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Abstract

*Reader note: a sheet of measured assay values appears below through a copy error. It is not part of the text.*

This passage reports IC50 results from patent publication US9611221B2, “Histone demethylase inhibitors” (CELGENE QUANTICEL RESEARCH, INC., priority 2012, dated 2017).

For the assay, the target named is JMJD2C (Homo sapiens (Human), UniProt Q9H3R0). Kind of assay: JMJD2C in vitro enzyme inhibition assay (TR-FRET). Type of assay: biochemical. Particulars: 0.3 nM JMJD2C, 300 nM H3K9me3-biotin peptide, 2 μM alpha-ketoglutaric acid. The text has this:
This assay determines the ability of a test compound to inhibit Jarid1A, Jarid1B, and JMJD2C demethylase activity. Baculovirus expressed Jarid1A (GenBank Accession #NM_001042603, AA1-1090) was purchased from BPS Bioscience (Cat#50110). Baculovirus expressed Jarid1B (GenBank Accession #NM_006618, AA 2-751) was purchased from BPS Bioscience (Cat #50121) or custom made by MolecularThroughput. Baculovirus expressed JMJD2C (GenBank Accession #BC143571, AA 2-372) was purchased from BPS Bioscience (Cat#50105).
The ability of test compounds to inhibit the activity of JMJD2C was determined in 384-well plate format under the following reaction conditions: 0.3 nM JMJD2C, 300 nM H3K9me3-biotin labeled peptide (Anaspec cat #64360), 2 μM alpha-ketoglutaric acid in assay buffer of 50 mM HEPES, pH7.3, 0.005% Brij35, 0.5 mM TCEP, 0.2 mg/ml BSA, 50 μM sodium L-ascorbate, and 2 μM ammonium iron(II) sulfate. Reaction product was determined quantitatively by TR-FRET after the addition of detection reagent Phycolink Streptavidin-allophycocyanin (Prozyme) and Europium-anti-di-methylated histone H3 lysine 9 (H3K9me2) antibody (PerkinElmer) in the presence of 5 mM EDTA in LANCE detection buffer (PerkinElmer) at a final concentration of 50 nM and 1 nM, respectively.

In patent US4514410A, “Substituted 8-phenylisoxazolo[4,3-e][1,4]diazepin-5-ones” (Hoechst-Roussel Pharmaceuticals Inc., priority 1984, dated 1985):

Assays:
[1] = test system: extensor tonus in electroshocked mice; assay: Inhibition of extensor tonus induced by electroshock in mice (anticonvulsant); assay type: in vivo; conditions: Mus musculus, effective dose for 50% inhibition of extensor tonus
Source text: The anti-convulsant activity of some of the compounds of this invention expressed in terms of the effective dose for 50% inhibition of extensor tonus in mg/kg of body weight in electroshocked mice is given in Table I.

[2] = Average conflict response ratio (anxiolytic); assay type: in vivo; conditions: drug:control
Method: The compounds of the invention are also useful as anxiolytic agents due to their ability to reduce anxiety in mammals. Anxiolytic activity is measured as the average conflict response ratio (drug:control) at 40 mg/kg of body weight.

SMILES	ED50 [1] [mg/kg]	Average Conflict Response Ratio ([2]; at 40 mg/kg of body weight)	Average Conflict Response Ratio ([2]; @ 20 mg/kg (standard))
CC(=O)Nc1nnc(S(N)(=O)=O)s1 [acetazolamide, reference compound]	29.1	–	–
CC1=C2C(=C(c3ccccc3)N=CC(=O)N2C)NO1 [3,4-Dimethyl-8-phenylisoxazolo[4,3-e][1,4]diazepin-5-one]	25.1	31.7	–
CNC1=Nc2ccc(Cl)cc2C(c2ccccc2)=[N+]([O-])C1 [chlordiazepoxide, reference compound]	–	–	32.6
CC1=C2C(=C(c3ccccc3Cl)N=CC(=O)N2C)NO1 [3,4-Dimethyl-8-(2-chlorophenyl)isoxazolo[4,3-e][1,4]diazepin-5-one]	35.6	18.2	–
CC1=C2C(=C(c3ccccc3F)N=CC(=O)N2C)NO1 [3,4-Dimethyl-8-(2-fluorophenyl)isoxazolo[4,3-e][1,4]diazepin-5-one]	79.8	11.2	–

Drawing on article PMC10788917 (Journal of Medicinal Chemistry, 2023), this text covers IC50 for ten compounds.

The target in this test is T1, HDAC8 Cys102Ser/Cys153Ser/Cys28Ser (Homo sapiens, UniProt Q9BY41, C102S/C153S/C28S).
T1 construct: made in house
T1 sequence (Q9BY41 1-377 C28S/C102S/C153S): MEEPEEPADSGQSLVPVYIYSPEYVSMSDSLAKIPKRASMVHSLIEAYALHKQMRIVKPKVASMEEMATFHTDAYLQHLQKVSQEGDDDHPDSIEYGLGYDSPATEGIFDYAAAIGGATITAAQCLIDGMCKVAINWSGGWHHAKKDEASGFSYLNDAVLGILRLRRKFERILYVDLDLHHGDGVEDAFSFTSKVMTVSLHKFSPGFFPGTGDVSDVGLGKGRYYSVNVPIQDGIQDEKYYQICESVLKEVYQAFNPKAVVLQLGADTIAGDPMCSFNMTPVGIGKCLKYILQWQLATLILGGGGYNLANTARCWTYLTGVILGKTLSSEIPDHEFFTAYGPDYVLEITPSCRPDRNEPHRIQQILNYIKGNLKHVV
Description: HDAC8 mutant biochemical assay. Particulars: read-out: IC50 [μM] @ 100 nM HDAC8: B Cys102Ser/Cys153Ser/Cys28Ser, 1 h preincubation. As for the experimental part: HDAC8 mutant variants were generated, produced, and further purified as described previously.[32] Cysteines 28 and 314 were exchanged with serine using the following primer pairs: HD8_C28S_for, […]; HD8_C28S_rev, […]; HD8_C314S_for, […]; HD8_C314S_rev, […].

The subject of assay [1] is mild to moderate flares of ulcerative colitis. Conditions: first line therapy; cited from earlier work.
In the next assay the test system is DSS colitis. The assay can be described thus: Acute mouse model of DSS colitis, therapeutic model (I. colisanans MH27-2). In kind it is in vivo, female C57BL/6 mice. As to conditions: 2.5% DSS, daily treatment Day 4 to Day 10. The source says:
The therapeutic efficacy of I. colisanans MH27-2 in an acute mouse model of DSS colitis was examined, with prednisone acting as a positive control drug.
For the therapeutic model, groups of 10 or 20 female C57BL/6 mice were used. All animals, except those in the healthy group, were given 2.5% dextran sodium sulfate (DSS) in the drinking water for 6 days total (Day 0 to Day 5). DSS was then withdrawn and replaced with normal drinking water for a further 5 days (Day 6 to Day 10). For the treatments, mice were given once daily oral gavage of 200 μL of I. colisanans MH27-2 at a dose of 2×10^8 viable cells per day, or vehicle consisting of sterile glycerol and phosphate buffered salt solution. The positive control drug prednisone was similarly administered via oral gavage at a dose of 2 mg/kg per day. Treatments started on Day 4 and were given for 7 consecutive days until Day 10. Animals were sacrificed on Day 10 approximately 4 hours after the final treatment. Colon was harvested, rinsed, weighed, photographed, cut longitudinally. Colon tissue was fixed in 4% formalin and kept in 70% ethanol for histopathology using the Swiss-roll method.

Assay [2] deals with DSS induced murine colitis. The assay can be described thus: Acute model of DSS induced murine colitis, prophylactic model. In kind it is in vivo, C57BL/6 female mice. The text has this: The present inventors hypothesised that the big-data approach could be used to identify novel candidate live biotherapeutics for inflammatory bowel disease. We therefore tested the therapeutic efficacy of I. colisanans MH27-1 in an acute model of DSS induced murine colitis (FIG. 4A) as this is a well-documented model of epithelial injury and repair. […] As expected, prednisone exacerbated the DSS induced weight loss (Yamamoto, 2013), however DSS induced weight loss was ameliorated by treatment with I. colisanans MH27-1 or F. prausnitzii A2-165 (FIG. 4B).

The New Zealand dairy industry is susceptible to volatile international prices, and depends on cost leadership at the farm level to maintain its international competitive advantage. The industry has accepted a target of 4% productivity improvement per annum. However, cost-based benchmarks of productivity are not used widely by farmers. It is argued that at the farm level, overall gains in resource efficiency need to be assessed in terms of cost per unit of output, and that these benchmarks need to be calculated in both cash and economic terms. These output-based cost benchmarks are tools both for assessing alternative technologies and for monitoring progress. However, they need to be used with discretion, and with recognition that strategic goals of increasing wealth through capital gain may on occasions take farmers in other directions.

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